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Publication numberUS6339931 B1
Publication typeGrant
Application numberUS 09/580,135
Publication dateJan 22, 2002
Filing dateMay 30, 2000
Priority dateMay 30, 2000
Fee statusLapsed
Also published asWO2001092793A1
Publication number09580135, 580135, US 6339931 B1, US 6339931B1, US-B1-6339931, US6339931 B1, US6339931B1
InventorsDavid Cull
Original AssigneePenguin Plastics Inc.
Export CitationBiBTeX, EndNote, RefMan
External Links: USPTO, USPTO Assignment, Espacenet
Method for charging a self-chilling beverage can
US 6339931 B1
Abstract
The present invention is directed to a method for charging a self-chilling beverage can, in a self-chilling beverage can of the type involving a container-within-container construction wherein, for example, a granular carbon material is contained within the inner container, and charged with a gas that is absorbed into the carbon material under pressure, the beverage being placed into the space between the inner and outer containers, and further whereupon release of the charging gas, the temperature of the carbon material drops rapidly, enabling a transfer of heat from the contained beverage through the wall of the inner container into the carbon material. The present invention is directed to a method for providing accelerated charging of the charging gas into the inner container, while absorbing and/or transporting away heat generated by the compression of the charging gas. The invention is also directed to an apparatus for facilitating charging of such a self-chilling container.
The present invention is also directed to a self-heating container.
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Claims(8)
What is claimed is:
1. A method for charging of a heat exchange unit for a self-chilling container, wherein the self-chilling container includes an outer tubular member, an inner heat exchange unit that includes an inner closed end tubular container, and a volume therebetween for the containment of a consumable material, the inner heat exchange unit further including a closure and coolant release valve structure connected to an open end of the closed end tubular container, opposite the closed end of the closed end tubular container, the inner heat exchange unit further including a first heat exchange medium disposed in the closed end tubular container and operably configured for absorbing, under pressure, a second heat exchange medium, whereupon actuation of the closure and coolant release valve structure, the second heat exchange medium is released in gaseous form from the inner heat exchange unit, resulting in a release of heat from the inner heat exchange unit, so that heat is transferred from the consumable material into the inner heat exchange unit, the method comprising:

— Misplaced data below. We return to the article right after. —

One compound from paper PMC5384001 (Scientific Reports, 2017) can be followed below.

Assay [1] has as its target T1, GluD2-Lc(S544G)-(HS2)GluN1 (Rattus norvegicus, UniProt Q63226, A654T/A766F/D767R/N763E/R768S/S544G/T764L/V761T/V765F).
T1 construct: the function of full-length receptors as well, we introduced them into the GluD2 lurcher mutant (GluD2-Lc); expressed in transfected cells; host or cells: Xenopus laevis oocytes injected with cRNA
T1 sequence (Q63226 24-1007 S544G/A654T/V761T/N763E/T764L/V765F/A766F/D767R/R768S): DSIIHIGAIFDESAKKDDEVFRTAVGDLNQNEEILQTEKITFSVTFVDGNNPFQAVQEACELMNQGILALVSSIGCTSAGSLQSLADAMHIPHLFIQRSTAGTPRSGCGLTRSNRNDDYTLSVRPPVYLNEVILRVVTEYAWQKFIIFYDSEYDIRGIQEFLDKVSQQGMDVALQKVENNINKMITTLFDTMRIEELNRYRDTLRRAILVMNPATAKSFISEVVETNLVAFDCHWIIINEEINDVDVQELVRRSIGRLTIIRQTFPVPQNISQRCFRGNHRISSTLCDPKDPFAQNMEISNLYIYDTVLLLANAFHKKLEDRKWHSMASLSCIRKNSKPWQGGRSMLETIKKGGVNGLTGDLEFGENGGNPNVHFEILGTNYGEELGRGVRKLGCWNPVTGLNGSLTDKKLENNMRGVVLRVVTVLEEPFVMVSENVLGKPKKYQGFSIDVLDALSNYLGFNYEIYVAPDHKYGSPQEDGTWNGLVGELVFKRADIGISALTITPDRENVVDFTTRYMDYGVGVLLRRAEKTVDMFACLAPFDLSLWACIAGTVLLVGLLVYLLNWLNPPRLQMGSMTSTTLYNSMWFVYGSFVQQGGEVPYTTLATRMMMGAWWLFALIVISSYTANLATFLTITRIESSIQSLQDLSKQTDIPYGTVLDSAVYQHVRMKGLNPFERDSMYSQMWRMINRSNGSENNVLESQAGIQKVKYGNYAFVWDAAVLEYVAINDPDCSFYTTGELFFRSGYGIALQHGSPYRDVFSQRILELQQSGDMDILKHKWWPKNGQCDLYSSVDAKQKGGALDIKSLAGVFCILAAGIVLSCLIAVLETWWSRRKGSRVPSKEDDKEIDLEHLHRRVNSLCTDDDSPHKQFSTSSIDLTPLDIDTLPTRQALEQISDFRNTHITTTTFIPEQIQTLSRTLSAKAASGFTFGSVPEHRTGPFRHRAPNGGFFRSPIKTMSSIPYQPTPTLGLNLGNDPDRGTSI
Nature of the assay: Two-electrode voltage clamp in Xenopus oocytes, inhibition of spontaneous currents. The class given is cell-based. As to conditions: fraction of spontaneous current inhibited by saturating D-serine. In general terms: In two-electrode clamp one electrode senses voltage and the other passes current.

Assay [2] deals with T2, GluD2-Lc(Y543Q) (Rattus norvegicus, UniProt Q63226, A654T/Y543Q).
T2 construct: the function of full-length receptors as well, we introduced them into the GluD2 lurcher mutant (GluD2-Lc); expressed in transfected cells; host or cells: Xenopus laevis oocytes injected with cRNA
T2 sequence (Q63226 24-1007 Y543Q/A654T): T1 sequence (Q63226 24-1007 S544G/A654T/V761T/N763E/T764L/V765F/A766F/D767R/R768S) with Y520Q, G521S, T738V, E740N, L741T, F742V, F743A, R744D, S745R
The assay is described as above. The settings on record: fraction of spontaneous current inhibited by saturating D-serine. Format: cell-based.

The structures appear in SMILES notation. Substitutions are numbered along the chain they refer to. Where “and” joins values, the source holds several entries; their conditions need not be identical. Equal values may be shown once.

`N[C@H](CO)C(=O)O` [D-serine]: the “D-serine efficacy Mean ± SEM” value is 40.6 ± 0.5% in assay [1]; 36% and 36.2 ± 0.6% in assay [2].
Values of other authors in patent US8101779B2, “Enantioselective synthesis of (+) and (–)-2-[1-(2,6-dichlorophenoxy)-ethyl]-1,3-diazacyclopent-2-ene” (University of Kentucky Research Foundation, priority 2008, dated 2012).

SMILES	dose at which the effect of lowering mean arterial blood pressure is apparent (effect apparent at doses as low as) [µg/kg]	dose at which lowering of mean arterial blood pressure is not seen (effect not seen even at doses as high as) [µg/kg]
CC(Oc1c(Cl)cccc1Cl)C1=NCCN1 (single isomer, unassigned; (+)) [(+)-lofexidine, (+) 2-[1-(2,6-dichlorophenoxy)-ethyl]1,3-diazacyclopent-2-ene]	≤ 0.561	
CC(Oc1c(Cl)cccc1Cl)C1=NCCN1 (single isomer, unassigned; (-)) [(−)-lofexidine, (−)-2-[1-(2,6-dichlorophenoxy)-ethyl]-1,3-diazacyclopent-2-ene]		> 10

providing a filling machine, having at least one filling head operably connected to a source of second heat exchange medium;
the filling machine further having at least one refrigerant adapter operably connected to a source of refrigerant material;
inserting the partially constructed self-chilling container structure into the filling machine;
supplying refrigerant to the at least one refrigerant adapter, operably configured to deliver refrigerant into the partially constructed self-chilling container, to substantially surround the inner heat exchange unit,
positioning a filling head in juxtaposed relation to the closure and coolant release valve structure of the partially constructed self-chilling container;
supplying second heat exchange medium to the inner heat exchange unit of the partially constructed self-chilling can to at least partially charge the inner heat exchange unit.
2. The method according to claim 1, further comprising the steps of:
mounting a partially constructed self-chilling container onto a supporting puck, the supporting puck being operably configured to mate with the at least one refrigerant adapter, to enable refrigerant supplied to the at least one refrigerant adapter to be received through the supporting puck into a coolant passage structure operably configured to surround the inner heat exchange unit of the partially constructed self-chilling container;
mating the at least one refrigerant adapter with the supporting puck.
3. The method according to claim 2, wherein the step of supplying refrigerant further comprises the step of supplying refrigerant to the at least one refrigerant adapter and into the coolant passage.
4. The method according to claim 2, further comprising the steps of:
disengaging the filling head from the partially constructed self-chilling container;
disengaging the at least one refrigerant adapter from the supporting puck, leaving a quantity of refrigerant in the supporting puck to continue to absorb heat from the inner heat exchange unit of the partially self-chilling container.
5. The method according to claim 4, further comprising the steps of: